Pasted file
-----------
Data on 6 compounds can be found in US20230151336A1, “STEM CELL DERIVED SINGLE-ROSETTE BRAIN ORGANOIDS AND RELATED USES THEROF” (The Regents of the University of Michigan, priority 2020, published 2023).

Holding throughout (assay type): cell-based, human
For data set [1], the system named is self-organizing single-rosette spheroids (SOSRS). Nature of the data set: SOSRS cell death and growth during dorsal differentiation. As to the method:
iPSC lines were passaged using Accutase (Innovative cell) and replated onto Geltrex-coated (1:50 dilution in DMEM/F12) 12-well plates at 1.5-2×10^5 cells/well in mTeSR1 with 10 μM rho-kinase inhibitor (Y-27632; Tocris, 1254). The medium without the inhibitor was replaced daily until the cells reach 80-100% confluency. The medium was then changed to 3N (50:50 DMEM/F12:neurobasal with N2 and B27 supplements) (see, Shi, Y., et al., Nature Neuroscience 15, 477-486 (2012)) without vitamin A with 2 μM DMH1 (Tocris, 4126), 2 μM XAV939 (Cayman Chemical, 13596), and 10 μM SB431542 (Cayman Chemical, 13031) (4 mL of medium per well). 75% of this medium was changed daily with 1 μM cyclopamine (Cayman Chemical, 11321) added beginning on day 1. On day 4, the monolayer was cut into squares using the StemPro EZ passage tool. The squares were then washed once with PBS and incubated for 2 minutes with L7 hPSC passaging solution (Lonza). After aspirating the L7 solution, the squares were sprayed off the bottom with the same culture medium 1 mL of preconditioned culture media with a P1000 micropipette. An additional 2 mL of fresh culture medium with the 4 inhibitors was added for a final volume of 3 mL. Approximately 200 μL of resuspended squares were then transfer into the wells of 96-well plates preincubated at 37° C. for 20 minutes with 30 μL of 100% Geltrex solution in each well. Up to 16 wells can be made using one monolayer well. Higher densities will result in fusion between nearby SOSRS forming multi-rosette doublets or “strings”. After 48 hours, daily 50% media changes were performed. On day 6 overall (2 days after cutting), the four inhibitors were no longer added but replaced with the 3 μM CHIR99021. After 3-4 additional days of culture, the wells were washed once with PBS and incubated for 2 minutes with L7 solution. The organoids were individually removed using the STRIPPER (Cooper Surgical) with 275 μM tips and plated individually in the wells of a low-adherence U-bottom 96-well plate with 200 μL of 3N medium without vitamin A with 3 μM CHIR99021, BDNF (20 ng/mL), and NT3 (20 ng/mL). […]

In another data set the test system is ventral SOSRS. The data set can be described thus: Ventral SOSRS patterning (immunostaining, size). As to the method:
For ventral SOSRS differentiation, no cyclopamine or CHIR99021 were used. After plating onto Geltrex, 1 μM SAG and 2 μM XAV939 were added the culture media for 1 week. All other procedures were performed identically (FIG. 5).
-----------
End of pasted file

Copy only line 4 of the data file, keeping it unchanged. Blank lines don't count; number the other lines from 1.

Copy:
iPSC lines were passaged using Accutase (Innovative cell) and replated onto Geltrex-coated (1:50 dilution in DMEM/F12) 12-well plates at 1.5-2×10^5 cells/well in mTeSR1 with 10 μM rho-kinase inhibitor (Y-27632; Tocris, 1254). The medium without the inhibitor was replaced daily until the cells reach 80-100% confluency. The medium was then changed to 3N (50:50 DMEM/F12:neurobasal with N2 and B27 supplements) (see, Shi, Y., et al., Nature Neuroscience 15, 477-486 (2012)) without vitamin A with 2 μM DMH1 (Tocris, 4126), 2 μM XAV939 (Cayman Chemical, 13596), and 10 μM SB431542 (Cayman Chemical, 13031) (4 mL of medium per well). 75% of this medium was changed daily with 1 μM cyclopamine (Cayman Chemical, 11321) added beginning on day 1. On day 4, the monolayer was cut into squares using the StemPro EZ passage tool. The squares were then washed once with PBS and incubated for 2 minutes with L7 hPSC passaging solution (Lonza). After aspirating the L7 solution, the squares were sprayed off the bottom with the same culture medium 1 mL of preconditioned culture media with a P1000 micropipette. An additional 2 mL of fresh culture medium with the 4 inhibitors was added for a final volume of 3 mL. Approximately 200 μL of resuspended squares were then transfer into the wells of 96-well plates preincubated at 37° C. for 20 minutes with 30 μL of 100% Geltrex solution in each well. Up to 16 wells can be made using one monolayer well. Higher densities will result in fusion between nearby SOSRS forming multi-rosette doublets or “strings”. After 48 hours, daily 50% media changes were performed. On day 6 overall (2 days after cutting), the four inhibitors were no longer added but replaced with the 3 μM CHIR99021. After 3-4 additional days of culture, the wells were washed once with PBS and incubated for 2 minutes with L7 solution. The organoids were individually removed using the STRIPPER (Cooper Surgical) with 275 μM tips and plated individually in the wells of a low-adherence U-bottom 96-well plate with 200 μL of 3N medium without vitamin A with 3 μM CHIR99021, BDNF (20 ng/mL), and NT3 (20 ng/mL). […]